Friday, November 12, 2010

Buddhist Story - The Eleven Pigs

Once upon a time there lived a butcher in a small village in China. Everyday he would kill a pig to supply the demand for the people who lived around him. However, slaughtering pigs was an act of killing sentient beings Therefore he often thought of making a living out of other profession,

I should change my profession! There are many jobs I can do out. Why should I be a butcher? My knife has to kill a pig and "dye red" each day. If I kill 20 pigs each month then I would have killed 260 pigs every year. It’‘s terrible whenever time I think about it."

However, the butcher had a family to feed. Slaughtering pigs was a profession that he could made money with ease. Therefore his thought of changing profession became replaced by another thought. He would reassured himself,

"Oh well, well! Changing profession is not that easy, is it? Furthermore it isn’‘t me who like killing pigs. It’s the people who like to eat pork. Otherwise who will I sell to when I kill them? Even though I incur bad retribution, those who eat pork should also share the responsibilities with me as well. Also we keep pigs because we want to eat them, don’‘t we?!!"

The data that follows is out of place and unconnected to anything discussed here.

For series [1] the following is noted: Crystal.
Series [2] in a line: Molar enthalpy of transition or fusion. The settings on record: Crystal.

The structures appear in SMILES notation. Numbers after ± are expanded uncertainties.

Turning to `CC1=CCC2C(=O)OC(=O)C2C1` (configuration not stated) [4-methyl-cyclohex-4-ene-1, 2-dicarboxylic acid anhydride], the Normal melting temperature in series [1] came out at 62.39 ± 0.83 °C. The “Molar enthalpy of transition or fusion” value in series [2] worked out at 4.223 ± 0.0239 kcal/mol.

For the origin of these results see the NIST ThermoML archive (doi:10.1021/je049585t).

Since he had to arrive at the morning market early, and also pigs made tremendous noise when he killed them, therefore he chose to slaughter them at dawn. The butcher also had a habit which he had been keeping up for years. That was: Every morning as soon as he heard the bell rang from the nearby Buddhist temple, he would get up and slaughtered a pig. This habitual action had never changed.

However, one day he got up late. Later he found out that the temple did not ring the bell at all in that morning. When the butcher went to the pig-shed he discovered the mother pig he was going to kill gave birth to 11 sucking-pigs in the morning. Everyone of them was so fat and already they were leaning so close to the mother and suckling for milk. How lovely they were! He felt the event was extraordinary.

Therefore he went to the temple. The abbot of the temple told him,

"I had a dream last night. I dreamed of 11 children who knelt down to beg me to save the life of their mother.

I asked them how I could save her. They replied it was very simple. All I needed to do was not to ring the bell."

Eleven children? Eleven pigs? Suddenly the butcher understood the relationship between them. He threw the knife he killed the pigs into the river. Eventually he determined to change his profession